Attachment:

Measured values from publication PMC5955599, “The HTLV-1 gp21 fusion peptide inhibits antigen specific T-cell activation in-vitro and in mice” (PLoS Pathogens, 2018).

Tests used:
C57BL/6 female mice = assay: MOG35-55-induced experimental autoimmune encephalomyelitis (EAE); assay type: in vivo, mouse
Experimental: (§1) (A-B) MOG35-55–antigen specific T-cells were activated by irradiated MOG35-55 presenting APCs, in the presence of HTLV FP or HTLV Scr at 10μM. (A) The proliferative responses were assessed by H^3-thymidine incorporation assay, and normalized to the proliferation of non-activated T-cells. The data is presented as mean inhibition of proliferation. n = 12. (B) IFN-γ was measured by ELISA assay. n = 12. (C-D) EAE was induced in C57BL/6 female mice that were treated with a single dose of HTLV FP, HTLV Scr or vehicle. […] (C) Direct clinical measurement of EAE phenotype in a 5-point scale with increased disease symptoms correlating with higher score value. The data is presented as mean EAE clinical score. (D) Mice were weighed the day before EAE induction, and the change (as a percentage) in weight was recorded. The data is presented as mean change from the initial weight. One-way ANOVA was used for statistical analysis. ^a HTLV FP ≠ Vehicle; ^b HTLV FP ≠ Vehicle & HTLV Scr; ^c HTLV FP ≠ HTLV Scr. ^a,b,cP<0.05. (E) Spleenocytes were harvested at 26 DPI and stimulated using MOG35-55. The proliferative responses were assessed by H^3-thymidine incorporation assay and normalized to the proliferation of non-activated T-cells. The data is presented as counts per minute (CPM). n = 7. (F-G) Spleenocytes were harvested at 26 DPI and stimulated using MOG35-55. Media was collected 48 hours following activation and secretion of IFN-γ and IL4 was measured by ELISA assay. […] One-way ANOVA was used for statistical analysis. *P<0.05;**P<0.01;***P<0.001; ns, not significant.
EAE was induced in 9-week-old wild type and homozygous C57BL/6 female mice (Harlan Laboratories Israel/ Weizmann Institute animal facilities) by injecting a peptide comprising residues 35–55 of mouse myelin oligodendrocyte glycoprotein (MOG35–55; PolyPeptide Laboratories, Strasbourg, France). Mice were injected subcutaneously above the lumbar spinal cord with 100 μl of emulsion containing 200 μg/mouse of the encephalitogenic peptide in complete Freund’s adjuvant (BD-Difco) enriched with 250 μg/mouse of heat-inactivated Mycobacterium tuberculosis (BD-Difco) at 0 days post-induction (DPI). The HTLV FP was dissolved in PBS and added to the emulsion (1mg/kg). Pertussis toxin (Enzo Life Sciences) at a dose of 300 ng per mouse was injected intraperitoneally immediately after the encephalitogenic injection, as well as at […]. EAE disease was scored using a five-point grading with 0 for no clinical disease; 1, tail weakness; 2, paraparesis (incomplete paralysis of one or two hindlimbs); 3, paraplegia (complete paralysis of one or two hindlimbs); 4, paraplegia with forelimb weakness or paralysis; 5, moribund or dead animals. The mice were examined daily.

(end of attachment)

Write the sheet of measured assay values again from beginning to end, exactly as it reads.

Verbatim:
Measured values from publication PMC5955599, “The HTLV-1 gp21 fusion peptide inhibits antigen specific T-cell activation in-vitro and in mice” (PLoS Pathogens, 2018).

Tests used:
C57BL/6 female mice = assay: MOG35-55-induced experimental autoimmune encephalomyelitis (EAE); assay type: in vivo, mouse
Experimental: (§1) (A-B) MOG35-55–antigen specific T-cells were activated by irradiated MOG35-55 presenting APCs, in the presence of HTLV FP or HTLV Scr at 10μM. (A) The proliferative responses were assessed by H^3-thymidine incorporation assay, and normalized to the proliferation of non-activated T-cells. The data is presented as mean inhibition of proliferation. n = 12. (B) IFN-γ was measured by ELISA assay. n = 12. (C-D) EAE was induced in C57BL/6 female mice that were treated with a single dose of HTLV FP, HTLV Scr or vehicle. […] (C) Direct clinical measurement of EAE phenotype in a 5-point scale with increased disease symptoms correlating with higher score value. The data is presented as mean EAE clinical score. (D) Mice were weighed the day before EAE induction, and the change (as a percentage) in weight was recorded. The data is presented as mean change from the initial weight. One-way ANOVA was used for statistical analysis. ^a HTLV FP ≠ Vehicle; ^b HTLV FP ≠ Vehicle & HTLV Scr; ^c HTLV FP ≠ HTLV Scr. ^a,b,cP<0.05. (E) Spleenocytes were harvested at 26 DPI and stimulated using MOG35-55. The proliferative responses were assessed by H^3-thymidine incorporation assay and normalized to the proliferation of non-activated T-cells. The data is presented as counts per minute (CPM). n = 7. (F-G) Spleenocytes were harvested at 26 DPI and stimulated using MOG35-55. Media was collected 48 hours following activation and secretion of IFN-γ and IL4 was measured by ELISA assay. […] One-way ANOVA was used for statistical analysis. *P<0.05;**P<0.01;***P<0.001; ns, not significant.
EAE was induced in 9-week-old wild type and homozygous C57BL/6 female mice (Harlan Laboratories Israel/ Weizmann Institute animal facilities) by injecting a peptide comprising residues 35–55 of mouse myelin oligodendrocyte glycoprotein (MOG35–55; PolyPeptide Laboratories, Strasbourg, France). Mice were injected subcutaneously above the lumbar spinal cord with 100 μl of emulsion containing 200 μg/mouse of the encephalitogenic peptide in complete Freund’s adjuvant (BD-Difco) enriched with 250 μg/mouse of heat-inactivated Mycobacterium tuberculosis (BD-Difco) at 0 days post-induction (DPI). The HTLV FP was dissolved in PBS and added to the emulsion (1mg/kg). Pertussis toxin (Enzo Life Sciences) at a dose of 300 ng per mouse was injected intraperitoneally immediately after the encephalitogenic injection, as well as at […]. EAE disease was scored using a five-point grading with 0 for no clinical disease; 1, tail weakness; 2, paraparesis (incomplete paralysis of one or two hindlimbs); 3, paraplegia (complete paralysis of one or two hindlimbs); 4, paraplegia with forelimb weakness or paralysis; 5, moribund or dead animals. The mice were examined daily.